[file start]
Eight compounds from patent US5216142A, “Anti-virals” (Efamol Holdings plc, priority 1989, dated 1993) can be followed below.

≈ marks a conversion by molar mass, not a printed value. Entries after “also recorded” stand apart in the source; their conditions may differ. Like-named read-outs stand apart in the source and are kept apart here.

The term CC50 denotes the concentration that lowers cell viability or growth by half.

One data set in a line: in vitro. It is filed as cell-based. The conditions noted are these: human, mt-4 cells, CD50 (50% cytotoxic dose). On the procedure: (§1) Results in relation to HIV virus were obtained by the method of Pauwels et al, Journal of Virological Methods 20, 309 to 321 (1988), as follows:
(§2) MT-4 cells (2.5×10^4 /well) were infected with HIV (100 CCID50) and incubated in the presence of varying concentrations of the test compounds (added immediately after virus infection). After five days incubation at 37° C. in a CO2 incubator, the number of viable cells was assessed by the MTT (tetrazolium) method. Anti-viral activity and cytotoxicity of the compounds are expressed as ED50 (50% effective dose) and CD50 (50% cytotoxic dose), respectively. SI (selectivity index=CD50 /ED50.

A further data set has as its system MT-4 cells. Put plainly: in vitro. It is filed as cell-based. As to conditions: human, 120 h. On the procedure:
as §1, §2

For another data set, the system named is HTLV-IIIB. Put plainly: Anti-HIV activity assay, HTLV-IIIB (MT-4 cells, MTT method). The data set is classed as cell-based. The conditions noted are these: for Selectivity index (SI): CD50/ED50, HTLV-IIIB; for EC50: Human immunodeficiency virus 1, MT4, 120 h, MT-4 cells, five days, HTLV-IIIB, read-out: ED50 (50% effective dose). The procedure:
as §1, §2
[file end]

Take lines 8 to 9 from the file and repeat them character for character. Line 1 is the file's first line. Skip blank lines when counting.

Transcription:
For another data set, the system named is HTLV-IIIB. Put plainly: Anti-HIV activity assay, HTLV-IIIB (MT-4 cells, MTT method). The data set is classed as cell-based. The conditions noted are these: for Selectivity index (SI): CD50/ED50, HTLV-IIIB; for EC50: Human immunodeficiency virus 1, MT4, 120 h, MT-4 cells, five days, HTLV-IIIB, read-out: ED50 (50% effective dose). The procedure:
as §1, §2